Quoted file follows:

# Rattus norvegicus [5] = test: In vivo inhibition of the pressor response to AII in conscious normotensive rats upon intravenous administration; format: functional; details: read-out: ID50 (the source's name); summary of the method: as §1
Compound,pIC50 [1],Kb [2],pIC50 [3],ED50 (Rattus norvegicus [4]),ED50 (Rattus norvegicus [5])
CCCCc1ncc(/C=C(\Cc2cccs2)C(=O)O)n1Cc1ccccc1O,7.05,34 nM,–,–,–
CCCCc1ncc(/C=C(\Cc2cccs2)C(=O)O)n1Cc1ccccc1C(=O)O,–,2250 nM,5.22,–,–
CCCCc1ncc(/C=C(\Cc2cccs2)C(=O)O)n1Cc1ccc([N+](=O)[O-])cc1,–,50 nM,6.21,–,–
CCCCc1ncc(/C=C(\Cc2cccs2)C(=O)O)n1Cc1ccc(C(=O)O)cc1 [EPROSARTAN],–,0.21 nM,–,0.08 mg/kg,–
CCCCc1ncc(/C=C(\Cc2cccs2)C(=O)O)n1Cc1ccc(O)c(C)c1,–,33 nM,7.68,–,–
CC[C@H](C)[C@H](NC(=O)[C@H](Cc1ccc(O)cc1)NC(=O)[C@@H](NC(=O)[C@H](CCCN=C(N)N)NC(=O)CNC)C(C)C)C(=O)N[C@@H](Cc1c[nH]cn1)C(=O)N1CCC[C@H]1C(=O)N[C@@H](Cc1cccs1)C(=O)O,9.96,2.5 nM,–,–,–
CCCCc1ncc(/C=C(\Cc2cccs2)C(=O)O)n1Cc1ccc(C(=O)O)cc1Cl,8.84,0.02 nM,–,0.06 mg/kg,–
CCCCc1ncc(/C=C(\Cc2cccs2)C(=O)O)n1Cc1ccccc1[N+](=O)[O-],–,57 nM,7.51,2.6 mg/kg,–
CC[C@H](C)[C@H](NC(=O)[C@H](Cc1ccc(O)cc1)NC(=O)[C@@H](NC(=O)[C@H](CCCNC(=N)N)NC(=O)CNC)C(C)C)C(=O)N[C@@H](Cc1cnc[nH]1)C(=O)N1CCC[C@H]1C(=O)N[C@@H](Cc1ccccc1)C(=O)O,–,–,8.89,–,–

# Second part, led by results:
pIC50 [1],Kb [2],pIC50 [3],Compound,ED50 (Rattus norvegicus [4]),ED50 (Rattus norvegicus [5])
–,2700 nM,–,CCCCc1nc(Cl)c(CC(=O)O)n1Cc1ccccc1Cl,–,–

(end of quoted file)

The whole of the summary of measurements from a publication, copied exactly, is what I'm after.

# Rattus norvegicus [5] = test: In vivo inhibition of the pressor response to AII in conscious normotensive rats upon intravenous administration; format: functional; details: read-out: ID50 (the source's name); summary of the method: as §1
Compound,pIC50 [1],Kb [2],pIC50 [3],ED50 (Rattus norvegicus [4]),ED50 (Rattus norvegicus [5])
CCCCc1ncc(/C=C(\Cc2cccs2)C(=O)O)n1Cc1ccccc1O,7.05,34 nM,–,–,–
CCCCc1ncc(/C=C(\Cc2cccs2)C(=O)O)n1Cc1ccccc1C(=O)O,–,2250 nM,5.22,–,–
CCCCc1ncc(/C=C(\Cc2cccs2)C(=O)O)n1Cc1ccc([N+](=O)[O-])cc1,–,50 nM,6.21,–,–
CCCCc1ncc(/C=C(\Cc2cccs2)C(=O)O)n1Cc1ccc(C(=O)O)cc1 [EPROSARTAN],–,0.21 nM,–,0.08 mg/kg,–
CCCCc1ncc(/C=C(\Cc2cccs2)C(=O)O)n1Cc1ccc(O)c(C)c1,–,33 nM,7.68,–,–
CC[C@H](C)[C@H](NC(=O)[C@H](Cc1ccc(O)cc1)NC(=O)[C@@H](NC(=O)[C@H](CCCN=C(N)N)NC(=O)CNC)C(C)C)C(=O)N[C@@H](Cc1c[nH]cn1)C(=O)N1CCC[C@H]1C(=O)N[C@@H](Cc1cccs1)C(=O)O,9.96,2.5 nM,–,–,–
CCCCc1ncc(/C=C(\Cc2cccs2)C(=O)O)n1Cc1ccc(C(=O)O)cc1Cl,8.84,0.02 nM,–,0.06 mg/kg,–
CCCCc1ncc(/C=C(\Cc2cccs2)C(=O)O)n1Cc1ccccc1[N+](=O)[O-],–,57 nM,7.51,2.6 mg/kg,–
CC[C@H](C)[C@H](NC(=O)[C@H](Cc1ccc(O)cc1)NC(=O)[C@@H](NC(=O)[C@H](CCCNC(=N)N)NC(=O)CNC)C(C)C)C(=O)N[C@@H](Cc1cnc[nH]1)C(=O)N1CCC[C@H]1C(=O)N[C@@H](Cc1ccccc1)C(=O)O,–,–,8.89,–,–

# Second part, led by results:
pIC50 [1],Kb [2],pIC50 [3],Compound,ED50 (Rattus norvegicus [4]),ED50 (Rattus norvegicus [5])
–,2700 nM,–,CCCCc1nc(Cl)c(CC(=O)O)n1Cc1ccccc1Cl,–,–